Pope Francis, Early Riser

From Vatican Insider:

Francis’ alarm clock goes off at 4:45 every morning in room 201 in St. Martha’s House, when everything is still pitch black. Such an early start to the day means Francis has to have a siesta after lunch. Juan Perón called this time of rest an “almost liturgical must” which made it possible for him to fit “two mornings” into his day.

The first few hours of Francis’ day are dedicated to prayer and meditation on the Readings which the Pope comments on, in the brief homilies he gives in his morning masses in the chapel of the place he likes to call the “boarding school”, commonly known as St. Martha’s House: a simple and modern building decorated with light-coloured marble and stained glass. The Bishop of Rome sits in the pews at the back of the chapel to pray.

These spontaneous but not completely improvised morning preachings are one of the most important changes of the new pontificate. And this is where the third leg of our journey begins. The Pope is assisted by cardinals, bishops or visiting priests and the masses are attended mostly by Vatican staff – from IOR staff to rubbish collectors – and their families. Francis greets all of them one by one and then has breakfast in the St. Martha’s House “common room”. For Francis, being with people and hugging them one by one is in no way a chore or a waste of time: in Argentina he would spend whole nights listening to confessions without wearing his cardinal’s insignia, so anonymously, when big pilgrimages to Our Lady of Luján would take place.

The man who deals with requests to participate in the Pope’s morning masses and sends out invitations is a priest from the northern Italian city of Bergamo, Fr. Tino Scotti. The Pope/parish priest breaks the Gospel down for and with the faithful who attend the mass, in such a way that Vatican Radio is able to provide a summary of what Francis said, just two hours later. This has helped make these morning celebrations popular across the world. Bergoglio is a big admirer of Argentinean writer Jorge Luis Borges, who once invited him to the high school where he was teaching, so his pupils could meet him. Every morning Francis comes up with new and effective illustrations to his messages, such as the “babysitter” church, the concept of “God spray”, confession not being like a “dry cleaner’s”, “sitting room Christians”, “museum-piece Christians” and “starch-pressed Christians”. Then there are his references to “prayers of courtesy”, the “balm of memory”, “adolescent progressivism” and “pastoral customs” which instead of fostering people’s faith, complicate it.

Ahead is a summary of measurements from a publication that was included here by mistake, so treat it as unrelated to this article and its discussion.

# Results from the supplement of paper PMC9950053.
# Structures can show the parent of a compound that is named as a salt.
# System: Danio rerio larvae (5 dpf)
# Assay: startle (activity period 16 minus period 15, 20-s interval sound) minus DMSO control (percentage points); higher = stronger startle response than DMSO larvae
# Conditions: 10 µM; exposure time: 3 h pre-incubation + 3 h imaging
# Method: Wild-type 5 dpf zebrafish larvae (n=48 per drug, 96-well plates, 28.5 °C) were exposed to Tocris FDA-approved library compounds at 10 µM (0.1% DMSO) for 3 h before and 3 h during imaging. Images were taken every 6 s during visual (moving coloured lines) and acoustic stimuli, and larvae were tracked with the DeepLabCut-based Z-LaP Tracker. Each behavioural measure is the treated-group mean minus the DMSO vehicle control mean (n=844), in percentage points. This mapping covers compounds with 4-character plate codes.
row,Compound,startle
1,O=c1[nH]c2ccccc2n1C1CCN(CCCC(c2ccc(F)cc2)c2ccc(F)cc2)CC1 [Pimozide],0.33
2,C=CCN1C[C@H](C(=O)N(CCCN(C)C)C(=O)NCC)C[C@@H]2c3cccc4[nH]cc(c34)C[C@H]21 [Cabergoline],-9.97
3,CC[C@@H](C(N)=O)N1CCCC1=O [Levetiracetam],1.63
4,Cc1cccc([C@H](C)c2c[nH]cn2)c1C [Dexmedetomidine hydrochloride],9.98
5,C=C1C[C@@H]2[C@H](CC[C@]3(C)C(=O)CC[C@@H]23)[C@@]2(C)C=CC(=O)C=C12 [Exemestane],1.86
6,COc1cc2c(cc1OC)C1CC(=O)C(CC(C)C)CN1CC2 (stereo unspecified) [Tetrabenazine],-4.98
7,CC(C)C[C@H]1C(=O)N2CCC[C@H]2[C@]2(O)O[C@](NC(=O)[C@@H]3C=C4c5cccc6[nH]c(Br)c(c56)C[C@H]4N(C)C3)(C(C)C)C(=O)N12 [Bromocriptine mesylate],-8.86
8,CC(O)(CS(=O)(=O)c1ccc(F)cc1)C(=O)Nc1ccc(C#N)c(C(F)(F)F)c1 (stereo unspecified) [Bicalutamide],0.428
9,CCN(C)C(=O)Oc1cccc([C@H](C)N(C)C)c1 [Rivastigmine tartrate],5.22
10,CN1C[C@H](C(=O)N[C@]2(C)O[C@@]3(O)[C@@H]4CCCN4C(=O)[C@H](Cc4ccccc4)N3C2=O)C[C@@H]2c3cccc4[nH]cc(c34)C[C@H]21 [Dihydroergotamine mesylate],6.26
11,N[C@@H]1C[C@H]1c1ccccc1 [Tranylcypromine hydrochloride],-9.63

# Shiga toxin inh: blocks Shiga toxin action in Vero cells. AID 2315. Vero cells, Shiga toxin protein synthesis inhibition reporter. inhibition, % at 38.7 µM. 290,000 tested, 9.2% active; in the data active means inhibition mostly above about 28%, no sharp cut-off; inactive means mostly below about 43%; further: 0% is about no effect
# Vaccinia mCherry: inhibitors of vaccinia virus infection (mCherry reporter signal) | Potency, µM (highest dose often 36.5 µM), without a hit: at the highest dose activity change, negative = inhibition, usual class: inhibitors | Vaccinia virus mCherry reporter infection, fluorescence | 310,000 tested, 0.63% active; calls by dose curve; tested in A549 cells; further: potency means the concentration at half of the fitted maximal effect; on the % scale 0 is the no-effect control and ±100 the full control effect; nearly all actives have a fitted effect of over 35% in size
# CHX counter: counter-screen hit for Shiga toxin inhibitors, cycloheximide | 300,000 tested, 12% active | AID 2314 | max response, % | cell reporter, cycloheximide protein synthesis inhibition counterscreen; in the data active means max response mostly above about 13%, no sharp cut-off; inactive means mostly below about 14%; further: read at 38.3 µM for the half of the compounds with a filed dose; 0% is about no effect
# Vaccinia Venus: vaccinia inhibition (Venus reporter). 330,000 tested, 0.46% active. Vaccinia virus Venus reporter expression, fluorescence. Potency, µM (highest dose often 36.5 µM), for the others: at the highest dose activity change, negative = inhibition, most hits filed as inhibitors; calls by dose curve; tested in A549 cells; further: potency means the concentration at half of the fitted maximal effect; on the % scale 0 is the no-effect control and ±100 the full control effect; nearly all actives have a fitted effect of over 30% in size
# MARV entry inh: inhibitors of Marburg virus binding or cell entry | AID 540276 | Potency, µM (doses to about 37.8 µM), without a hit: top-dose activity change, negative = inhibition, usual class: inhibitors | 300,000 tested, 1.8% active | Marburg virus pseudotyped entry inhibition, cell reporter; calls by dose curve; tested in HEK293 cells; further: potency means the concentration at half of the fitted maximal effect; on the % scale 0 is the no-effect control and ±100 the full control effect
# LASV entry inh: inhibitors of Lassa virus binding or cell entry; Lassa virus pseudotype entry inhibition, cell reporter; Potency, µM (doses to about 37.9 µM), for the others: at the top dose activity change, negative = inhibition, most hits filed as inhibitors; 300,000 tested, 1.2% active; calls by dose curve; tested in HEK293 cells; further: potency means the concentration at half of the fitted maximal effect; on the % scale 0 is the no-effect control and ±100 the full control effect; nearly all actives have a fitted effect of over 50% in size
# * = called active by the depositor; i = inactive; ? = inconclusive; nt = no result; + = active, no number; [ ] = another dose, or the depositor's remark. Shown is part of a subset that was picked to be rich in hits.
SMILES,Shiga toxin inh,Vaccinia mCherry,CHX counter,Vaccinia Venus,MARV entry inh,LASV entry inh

But the most striking thing about Francis is the simplicity of his words. Particularly those about tenderness and forgiveness: “The message of Jesus is mercy. For me, I say this humbly, it is the Lord’s most powerful message.” This message has encouraged people across the world to return to the Church and to confession after years of estrangement.

“The Pope preaches like he used to do in Buenos Aires and no one in the history of the Church has broken down the Gospel as he does. We have still not realised the theological significance of this. People are aware that these are not just abstract reflections,” the founder of the Bose community, Enzo Bianchi told Italian newspaper La Stampa.

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